Stop PSA Screening for Men Over 75 with a Low PSA

06/16/2009 - News

Stop PSA Screening for Men Over 75 with a Low PSA

By: June Chen, MD


While testing for prostate specific antigen (PSA) is a useful prostate cancer screening tool, a new study published in the April 2009 of The Journal of Neurology supports discontinuation of routine PSA screening in men over the age of 75, but only those who already have low PSA levels .


Researchers from the Johns Hopkins University School of Medicine conducted a study involving 849 men, 122 of whom developed prostate cancer. The researchers analyzed serial PSA measurements and found that, among men over 75 with PSA levels of less than 3 ng/ml, none died of prostate cancer and only one developed a high-risk prostate cancer. In contrast, all men with a PSA greater than 3 ng/ml had a continually rising probability of dying from prostate cancer.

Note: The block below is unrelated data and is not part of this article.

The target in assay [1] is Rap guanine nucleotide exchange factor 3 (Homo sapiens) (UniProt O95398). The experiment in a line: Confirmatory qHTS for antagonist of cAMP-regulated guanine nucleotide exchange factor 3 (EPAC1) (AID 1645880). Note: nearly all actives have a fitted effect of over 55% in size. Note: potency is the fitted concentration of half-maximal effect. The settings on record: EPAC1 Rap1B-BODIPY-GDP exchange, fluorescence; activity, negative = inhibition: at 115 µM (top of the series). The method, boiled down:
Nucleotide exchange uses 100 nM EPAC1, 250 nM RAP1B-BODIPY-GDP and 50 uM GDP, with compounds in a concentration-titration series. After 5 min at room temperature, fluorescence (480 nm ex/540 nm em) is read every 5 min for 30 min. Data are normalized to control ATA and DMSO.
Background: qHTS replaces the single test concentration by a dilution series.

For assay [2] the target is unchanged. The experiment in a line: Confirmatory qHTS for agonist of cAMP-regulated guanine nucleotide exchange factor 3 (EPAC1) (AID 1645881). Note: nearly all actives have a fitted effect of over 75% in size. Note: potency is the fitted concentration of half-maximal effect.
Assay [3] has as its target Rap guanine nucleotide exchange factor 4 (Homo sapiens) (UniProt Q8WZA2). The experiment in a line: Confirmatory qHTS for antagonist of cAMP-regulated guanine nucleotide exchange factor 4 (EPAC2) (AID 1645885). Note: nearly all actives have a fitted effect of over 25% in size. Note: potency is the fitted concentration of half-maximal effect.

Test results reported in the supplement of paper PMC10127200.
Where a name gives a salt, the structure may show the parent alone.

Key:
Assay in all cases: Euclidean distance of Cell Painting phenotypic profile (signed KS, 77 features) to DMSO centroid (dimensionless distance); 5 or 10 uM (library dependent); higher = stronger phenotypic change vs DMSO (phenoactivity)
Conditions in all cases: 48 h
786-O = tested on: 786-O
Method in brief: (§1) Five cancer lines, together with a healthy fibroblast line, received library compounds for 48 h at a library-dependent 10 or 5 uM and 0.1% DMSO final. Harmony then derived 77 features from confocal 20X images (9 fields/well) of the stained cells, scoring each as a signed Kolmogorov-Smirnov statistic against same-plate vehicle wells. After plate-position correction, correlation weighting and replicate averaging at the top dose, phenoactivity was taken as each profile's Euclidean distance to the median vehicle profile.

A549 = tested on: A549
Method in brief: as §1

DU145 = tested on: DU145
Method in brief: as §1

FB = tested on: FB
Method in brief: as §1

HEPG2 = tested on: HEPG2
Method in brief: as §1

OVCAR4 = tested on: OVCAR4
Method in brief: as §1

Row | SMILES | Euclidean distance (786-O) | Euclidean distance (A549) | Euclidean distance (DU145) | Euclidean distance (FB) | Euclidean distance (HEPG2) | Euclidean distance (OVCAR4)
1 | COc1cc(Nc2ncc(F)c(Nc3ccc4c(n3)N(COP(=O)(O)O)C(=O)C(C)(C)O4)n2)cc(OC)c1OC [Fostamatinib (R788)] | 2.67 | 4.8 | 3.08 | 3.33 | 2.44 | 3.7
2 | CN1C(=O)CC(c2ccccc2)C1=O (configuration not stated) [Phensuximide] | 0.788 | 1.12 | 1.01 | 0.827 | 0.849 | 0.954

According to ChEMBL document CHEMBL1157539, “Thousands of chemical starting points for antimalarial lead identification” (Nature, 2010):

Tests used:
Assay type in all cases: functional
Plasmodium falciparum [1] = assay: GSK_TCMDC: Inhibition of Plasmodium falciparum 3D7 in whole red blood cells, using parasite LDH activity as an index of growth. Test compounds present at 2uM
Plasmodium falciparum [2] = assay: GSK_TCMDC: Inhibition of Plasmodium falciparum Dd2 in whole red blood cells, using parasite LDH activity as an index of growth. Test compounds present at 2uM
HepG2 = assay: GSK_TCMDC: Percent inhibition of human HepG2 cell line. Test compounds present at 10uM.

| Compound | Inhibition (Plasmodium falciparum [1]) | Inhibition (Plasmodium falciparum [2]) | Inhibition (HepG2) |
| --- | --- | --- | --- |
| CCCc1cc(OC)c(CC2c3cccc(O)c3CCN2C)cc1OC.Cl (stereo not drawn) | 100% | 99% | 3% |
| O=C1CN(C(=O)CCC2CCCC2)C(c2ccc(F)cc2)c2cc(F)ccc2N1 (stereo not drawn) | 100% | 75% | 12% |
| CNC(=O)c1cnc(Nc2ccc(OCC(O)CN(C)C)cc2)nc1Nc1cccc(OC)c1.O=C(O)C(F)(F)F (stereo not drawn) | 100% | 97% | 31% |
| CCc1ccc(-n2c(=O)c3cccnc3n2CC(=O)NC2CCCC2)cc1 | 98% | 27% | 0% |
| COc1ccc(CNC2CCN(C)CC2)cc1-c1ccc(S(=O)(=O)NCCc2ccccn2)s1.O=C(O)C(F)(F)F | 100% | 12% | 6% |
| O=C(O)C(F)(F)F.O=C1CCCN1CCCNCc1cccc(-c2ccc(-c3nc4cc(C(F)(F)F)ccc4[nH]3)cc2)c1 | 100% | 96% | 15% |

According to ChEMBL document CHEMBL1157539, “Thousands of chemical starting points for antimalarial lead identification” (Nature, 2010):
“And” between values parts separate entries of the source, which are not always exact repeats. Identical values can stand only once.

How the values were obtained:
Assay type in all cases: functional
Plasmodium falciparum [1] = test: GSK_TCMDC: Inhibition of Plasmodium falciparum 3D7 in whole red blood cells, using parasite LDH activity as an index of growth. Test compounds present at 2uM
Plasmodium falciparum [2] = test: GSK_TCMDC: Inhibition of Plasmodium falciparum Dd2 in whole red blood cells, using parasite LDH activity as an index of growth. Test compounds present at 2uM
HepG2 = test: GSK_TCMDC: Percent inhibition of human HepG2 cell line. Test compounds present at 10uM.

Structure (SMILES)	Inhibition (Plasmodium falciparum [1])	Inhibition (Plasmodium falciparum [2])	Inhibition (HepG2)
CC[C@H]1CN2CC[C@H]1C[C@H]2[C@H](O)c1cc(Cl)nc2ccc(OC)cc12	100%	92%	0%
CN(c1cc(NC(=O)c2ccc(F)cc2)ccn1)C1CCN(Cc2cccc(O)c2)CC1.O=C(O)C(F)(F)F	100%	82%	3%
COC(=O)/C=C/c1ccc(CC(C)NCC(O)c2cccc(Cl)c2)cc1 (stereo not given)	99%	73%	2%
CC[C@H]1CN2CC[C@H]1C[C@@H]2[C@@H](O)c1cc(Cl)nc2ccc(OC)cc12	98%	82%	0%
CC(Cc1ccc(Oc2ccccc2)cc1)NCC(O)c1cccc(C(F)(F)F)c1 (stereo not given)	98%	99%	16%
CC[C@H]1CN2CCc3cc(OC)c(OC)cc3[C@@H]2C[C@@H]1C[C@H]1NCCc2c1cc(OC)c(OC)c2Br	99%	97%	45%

In up to 30% of cases, PSA screening detects prostate cancers that never become life-threatening. Last year, the US Preventive Services Task Force (USPSTF) made a similar, but even broader, recommendation to stop screening in all men aged 75 or older. Discontinuation of routine PSA screening in low-risk groups could potentially avoid unnecessary treatments and reduce healthcare costs.


The Journal of Urology, Volume 181, Issue 4 (April 2009)

Created on: 02/25/2009
Reviewed on: 06/16/2009

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